The trial is being conducted at Mercy Medical Center in Baltimore, MD. The target completion date for study activities is June 2020.
Inclusion criteria for participation in the study are: 1) age 65 years or older, 2) undergoing a lumbar spine fusion surgery, 3) expected duration of surgery < 3 h, 4) under the care of a participating surgeon, and 5) expected ability to understand and comply with study procedures. Exclusion criteria are: 1) contraindications to spinal anesthesia (e.g. severe aortic stenosis, anti-coagulant or anti-platelet therapy), 2) BMI > 40, 3) prior L2–5 full lumbar fusion, 4) communication issues precluding baseline assessments, 5) baseline dementia or MMSE < 24, 6) psychiatric disease that would preclude cooperation with sedation with spinal anesthesia, and 7) attending surgeon or anesthesiologist preference for either spinal or general anesthesia for any reason due to clinical considerations.
Research assistants screen patients for eligibility before scheduled surgery. Eligible patients are approached prior to surgery to discuss the study, and written informed consent is obtained prior to any study procedures by research staff. There are no financial incentives provided to patients. Before randomization, all clinicians (surgeons and anesthesiologists) are given the opportunity to withdraw the patient from the study for any reason, in particular if it is felt that the patient would clinically benefit from either general anesthesia or spinal anesthesia.
Assignment of intervention
A computer-generated randomization list was created by a research nurse prior to initiation of the study. For the purpose of allocation concealment, patient assignments are placed in sealed opaque envelopes, which are sequentially opened by clinical staff after randomization, prior to entering the operating room.
Intervention and control
The intervention group receives spinal anesthesia with targeted sedation, while the control group receives general anesthesia. To measure depth of anesthesia, all patients are monitored with a Bispectral Index (BIS) monitor. The BIS monitor is FDA-approved to monitor depth of anesthesia and displays a unit-less number (0–100) derived from processed EEG waveforms. BIS values between 40 and 60 are consistent with general anesthesia.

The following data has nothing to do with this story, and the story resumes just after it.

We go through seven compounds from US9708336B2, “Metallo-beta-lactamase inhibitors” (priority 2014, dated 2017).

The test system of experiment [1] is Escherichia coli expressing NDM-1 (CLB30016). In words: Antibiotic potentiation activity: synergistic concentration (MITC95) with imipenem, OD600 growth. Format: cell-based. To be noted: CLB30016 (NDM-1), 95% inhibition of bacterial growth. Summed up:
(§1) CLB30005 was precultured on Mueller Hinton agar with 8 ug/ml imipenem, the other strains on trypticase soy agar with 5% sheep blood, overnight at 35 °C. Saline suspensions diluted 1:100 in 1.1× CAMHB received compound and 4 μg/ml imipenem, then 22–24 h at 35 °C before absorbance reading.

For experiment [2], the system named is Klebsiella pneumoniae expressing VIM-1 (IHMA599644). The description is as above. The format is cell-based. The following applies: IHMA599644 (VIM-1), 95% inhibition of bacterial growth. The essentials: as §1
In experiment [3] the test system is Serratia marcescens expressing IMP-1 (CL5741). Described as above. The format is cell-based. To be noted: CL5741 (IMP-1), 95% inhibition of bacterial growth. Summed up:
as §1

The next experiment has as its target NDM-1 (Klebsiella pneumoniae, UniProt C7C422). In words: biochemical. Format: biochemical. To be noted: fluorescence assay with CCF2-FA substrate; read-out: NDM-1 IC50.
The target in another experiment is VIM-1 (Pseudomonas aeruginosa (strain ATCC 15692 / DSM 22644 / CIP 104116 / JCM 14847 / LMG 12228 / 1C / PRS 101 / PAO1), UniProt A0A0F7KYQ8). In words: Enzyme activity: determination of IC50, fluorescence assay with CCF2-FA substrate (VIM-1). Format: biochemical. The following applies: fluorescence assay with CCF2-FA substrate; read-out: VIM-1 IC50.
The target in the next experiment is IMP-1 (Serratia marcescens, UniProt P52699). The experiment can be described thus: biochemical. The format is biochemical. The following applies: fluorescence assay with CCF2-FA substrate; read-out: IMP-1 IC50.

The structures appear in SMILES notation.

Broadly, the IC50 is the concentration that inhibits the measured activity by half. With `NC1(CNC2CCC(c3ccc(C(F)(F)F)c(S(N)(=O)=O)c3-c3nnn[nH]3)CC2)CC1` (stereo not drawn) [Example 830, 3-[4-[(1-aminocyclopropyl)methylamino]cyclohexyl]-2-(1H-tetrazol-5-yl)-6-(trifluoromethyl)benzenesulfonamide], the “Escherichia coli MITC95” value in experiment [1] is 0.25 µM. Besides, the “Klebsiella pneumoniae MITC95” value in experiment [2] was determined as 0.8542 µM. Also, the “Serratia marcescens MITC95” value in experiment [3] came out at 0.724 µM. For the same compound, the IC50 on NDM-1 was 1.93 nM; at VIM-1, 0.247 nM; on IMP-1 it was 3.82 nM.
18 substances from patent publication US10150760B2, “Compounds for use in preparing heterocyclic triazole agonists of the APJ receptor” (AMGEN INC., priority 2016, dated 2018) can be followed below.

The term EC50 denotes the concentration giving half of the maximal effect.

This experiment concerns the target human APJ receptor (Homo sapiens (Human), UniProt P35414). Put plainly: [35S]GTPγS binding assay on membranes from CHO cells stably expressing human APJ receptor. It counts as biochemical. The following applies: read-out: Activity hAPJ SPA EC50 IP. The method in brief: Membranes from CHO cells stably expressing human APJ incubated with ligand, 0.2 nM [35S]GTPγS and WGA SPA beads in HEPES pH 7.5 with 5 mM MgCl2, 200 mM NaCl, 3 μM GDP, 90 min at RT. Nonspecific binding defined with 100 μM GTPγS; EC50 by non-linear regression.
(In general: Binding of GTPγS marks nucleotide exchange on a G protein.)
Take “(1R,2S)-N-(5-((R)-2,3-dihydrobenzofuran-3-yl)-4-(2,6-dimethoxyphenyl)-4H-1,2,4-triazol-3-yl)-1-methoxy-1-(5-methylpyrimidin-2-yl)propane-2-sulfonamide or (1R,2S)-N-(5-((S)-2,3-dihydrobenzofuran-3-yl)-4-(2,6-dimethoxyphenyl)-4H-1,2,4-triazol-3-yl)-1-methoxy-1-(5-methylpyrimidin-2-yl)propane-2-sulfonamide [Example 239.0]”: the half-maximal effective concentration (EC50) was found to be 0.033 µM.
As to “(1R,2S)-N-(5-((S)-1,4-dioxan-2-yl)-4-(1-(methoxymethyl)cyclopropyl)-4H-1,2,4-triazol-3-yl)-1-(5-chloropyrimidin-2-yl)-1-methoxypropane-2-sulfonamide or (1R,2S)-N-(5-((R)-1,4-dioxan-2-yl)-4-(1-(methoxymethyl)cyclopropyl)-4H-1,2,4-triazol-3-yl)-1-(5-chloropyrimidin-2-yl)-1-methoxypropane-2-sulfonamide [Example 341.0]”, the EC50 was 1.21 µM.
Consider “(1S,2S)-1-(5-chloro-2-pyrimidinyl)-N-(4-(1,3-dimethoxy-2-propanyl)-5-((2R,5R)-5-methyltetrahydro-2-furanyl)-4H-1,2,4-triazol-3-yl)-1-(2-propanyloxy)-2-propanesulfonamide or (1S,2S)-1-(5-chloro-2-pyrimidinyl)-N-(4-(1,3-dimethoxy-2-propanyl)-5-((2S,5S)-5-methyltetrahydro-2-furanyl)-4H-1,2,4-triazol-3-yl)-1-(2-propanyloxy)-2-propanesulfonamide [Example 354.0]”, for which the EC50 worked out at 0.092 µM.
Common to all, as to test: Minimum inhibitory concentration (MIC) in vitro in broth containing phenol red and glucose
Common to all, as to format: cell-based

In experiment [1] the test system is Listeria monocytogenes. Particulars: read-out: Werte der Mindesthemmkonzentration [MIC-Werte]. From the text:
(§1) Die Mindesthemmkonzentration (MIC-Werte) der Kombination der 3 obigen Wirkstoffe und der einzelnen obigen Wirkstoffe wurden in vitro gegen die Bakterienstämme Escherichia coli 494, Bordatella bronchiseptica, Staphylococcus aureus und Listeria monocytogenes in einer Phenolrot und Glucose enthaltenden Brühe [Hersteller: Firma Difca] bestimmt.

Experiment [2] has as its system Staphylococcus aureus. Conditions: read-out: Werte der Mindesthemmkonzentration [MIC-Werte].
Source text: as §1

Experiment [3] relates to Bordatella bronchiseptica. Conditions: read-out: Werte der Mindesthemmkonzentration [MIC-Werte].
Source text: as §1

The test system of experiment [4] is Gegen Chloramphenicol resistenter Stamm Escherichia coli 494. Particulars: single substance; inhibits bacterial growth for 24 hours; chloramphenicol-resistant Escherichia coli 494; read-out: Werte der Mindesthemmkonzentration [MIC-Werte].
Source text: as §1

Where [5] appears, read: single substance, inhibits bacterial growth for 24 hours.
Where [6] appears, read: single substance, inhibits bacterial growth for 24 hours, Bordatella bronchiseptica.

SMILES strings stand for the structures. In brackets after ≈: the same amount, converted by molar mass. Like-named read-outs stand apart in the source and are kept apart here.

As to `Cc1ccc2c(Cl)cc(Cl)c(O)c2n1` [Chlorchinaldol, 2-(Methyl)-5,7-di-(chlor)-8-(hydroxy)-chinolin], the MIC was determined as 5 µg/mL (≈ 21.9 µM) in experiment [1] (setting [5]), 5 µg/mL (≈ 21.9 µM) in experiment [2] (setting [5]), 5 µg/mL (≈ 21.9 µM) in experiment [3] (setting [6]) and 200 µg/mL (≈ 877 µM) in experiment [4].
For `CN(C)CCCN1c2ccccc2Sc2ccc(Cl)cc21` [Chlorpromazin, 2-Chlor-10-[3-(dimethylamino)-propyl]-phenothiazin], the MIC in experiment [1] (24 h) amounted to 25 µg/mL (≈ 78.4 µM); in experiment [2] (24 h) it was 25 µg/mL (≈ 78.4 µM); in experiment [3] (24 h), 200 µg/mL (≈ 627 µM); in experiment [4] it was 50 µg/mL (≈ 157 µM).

In the intervention group, spinal anesthesia is obtained through injection of 10–15 mg of bupivacaine into the subarachnoid space. Lidocaine may also be used for at the discretion of the attending anesthesiologist, based on the expected length of the surgical procedure. During the surgery, patients receive sedation with propofol (generally 25–150 mcg/kg/min), with guidance for sedation to be targeted to a BIS > 60–70. However, the anesthesiologist is instructed to prioritize any clinical concerns in the case that depth of sedation needs to be increased based on clinical judgment. In the event that the duration of the surgical procedure exceeds the analgesic effect of the spinal anesthetic, the surgeon will inject further intrathecal anesthetic under direct visualization, in consultation with the anesthesiologist.
In the control group, patients receive general anesthesia with an endotracheal tube. Guidelines are for anesthetic induction with propofol (generally 1–2 mg/kg) or etomidate, maintenance with a volatile anesthetic, muscle relaxation with a non-depolarizing muscle relaxant, and analgesia generally with fentanyl (generally 2–5 mcg/kg titrated). Hydromorphone and/or morphine is also acceptable. Patients on baseline opioids may receive additional opioids based on clinical criteria. Although patients under general anesthesia are also monitored with BIS, the anesthetic provider is masked to BIS values unless there is clinical need based on the individual anesthesiologist.
Delirium outcome assessors are masked to the intervention. Postoperative data is abstracted from the electronic medical record by staff masked to the intervention. The assessments at 3- and 12- months are not masked. Throughout the study, patients, surgeons, and anesthesiologists are not masked, because it is virtually impossible for the anesthetic technique to be masked to treating physicians or patients. Statisticians and investigators involved in data analysis will be masked.
Perioperative care is according to clinical protocols at the Mercy Medical Center. Depending on the usual practice of the attending spine surgeon, patients may receive intrathecal opioids (generally 0.2–0.4 mg morphine) or local anesthetic. Patients receive fentanyl in the recovery room for pain. On the floor, patients use fentanyl or hydromorphone patient-controlled analgesia and transition to oxycodone or other oral opioids as tolerated.